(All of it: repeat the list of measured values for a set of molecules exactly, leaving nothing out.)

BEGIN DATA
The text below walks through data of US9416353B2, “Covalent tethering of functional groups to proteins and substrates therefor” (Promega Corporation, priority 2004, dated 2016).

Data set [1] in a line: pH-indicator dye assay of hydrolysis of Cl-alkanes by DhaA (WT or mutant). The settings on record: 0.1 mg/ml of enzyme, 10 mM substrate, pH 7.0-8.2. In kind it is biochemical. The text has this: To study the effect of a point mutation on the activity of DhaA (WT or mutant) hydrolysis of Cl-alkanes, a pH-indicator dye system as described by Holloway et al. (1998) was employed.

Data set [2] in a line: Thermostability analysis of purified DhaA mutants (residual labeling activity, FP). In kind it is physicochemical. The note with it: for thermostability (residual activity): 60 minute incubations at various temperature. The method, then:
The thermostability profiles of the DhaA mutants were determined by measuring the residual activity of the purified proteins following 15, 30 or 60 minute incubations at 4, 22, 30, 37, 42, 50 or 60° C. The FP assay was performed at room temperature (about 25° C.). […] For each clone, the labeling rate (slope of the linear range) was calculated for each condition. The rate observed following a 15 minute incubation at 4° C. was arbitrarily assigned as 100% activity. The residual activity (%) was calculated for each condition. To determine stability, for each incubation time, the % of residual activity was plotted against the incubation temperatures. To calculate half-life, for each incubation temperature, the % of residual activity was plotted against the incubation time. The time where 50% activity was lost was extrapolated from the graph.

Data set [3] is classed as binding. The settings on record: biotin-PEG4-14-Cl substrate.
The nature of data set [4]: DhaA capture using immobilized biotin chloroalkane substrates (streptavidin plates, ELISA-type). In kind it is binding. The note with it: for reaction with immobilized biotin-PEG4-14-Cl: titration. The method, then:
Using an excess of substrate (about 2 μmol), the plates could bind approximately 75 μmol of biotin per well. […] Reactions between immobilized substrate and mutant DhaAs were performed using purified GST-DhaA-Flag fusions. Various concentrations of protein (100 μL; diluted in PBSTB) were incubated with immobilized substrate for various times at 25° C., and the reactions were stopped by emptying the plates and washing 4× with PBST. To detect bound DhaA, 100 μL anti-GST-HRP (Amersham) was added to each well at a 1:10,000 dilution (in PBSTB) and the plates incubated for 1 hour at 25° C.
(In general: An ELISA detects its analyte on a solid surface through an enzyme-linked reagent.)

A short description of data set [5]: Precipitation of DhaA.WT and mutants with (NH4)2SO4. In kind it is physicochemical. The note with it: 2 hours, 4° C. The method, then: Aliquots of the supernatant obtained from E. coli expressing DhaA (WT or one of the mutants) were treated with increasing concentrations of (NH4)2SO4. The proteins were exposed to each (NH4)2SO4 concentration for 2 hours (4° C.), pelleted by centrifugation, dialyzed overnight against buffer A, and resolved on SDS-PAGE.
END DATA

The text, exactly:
The text below walks through data of US9416353B2, “Covalent tethering of functional groups to proteins and substrates therefor” (Promega Corporation, priority 2004, dated 2016).

Data set [1] in a line: pH-indicator dye assay of hydrolysis of Cl-alkanes by DhaA (WT or mutant). The settings on record: 0.1 mg/ml of enzyme, 10 mM substrate, pH 7.0-8.2. In kind it is biochemical. The text has this: To study the effect of a point mutation on the activity of DhaA (WT or mutant) hydrolysis of Cl-alkanes, a pH-indicator dye system as described by Holloway et al. (1998) was employed.

Data set [2] in a line: Thermostability analysis of purified DhaA mutants (residual labeling activity, FP). In kind it is physicochemical. The note with it: for thermostability (residual activity): 60 minute incubations at various temperature. The method, then:
The thermostability profiles of the DhaA mutants were determined by measuring the residual activity of the purified proteins following 15, 30 or 60 minute incubations at 4, 22, 30, 37, 42, 50 or 60° C. The FP assay was performed at room temperature (about 25° C.). […] For each clone, the labeling rate (slope of the linear range) was calculated for each condition. The rate observed following a 15 minute incubation at 4° C. was arbitrarily assigned as 100% activity. The residual activity (%) was calculated for each condition. To determine stability, for each incubation time, the % of residual activity was plotted against the incubation temperatures. To calculate half-life, for each incubation temperature, the % of residual activity was plotted against the incubation time. The time where 50% activity was lost was extrapolated from the graph.

Data set [3] is classed as binding. The settings on record: biotin-PEG4-14-Cl substrate.
The nature of data set [4]: DhaA capture using immobilized biotin chloroalkane substrates (streptavidin plates, ELISA-type). In kind it is binding. The note with it: for reaction with immobilized biotin-PEG4-14-Cl: titration. The method, then:
Using an excess of substrate (about 2 μmol), the plates could bind approximately 75 μmol of biotin per well. […] Reactions between immobilized substrate and mutant DhaAs were performed using purified GST-DhaA-Flag fusions. Various concentrations of protein (100 μL; diluted in PBSTB) were incubated with immobilized substrate for various times at 25° C., and the reactions were stopped by emptying the plates and washing 4× with PBST. To detect bound DhaA, 100 μL anti-GST-HRP (Amersham) was added to each well at a 1:10,000 dilution (in PBSTB) and the plates incubated for 1 hour at 25° C.
(In general: An ELISA detects its analyte on a solid surface through an enzyme-linked reagent.)

A short description of data set [5]: Precipitation of DhaA.WT and mutants with (NH4)2SO4. In kind it is physicochemical. The note with it: 2 hours, 4° C. The method, then: Aliquots of the supernatant obtained from E. coli expressing DhaA (WT or one of the mutants) were treated with increasing concentrations of (NH4)2SO4. The proteins were exposed to each (NH4)2SO4 concentration for 2 hours (4° C.), pelleted by centrifugation, dialyzed overnight against buffer A, and resolved on SDS-PAGE.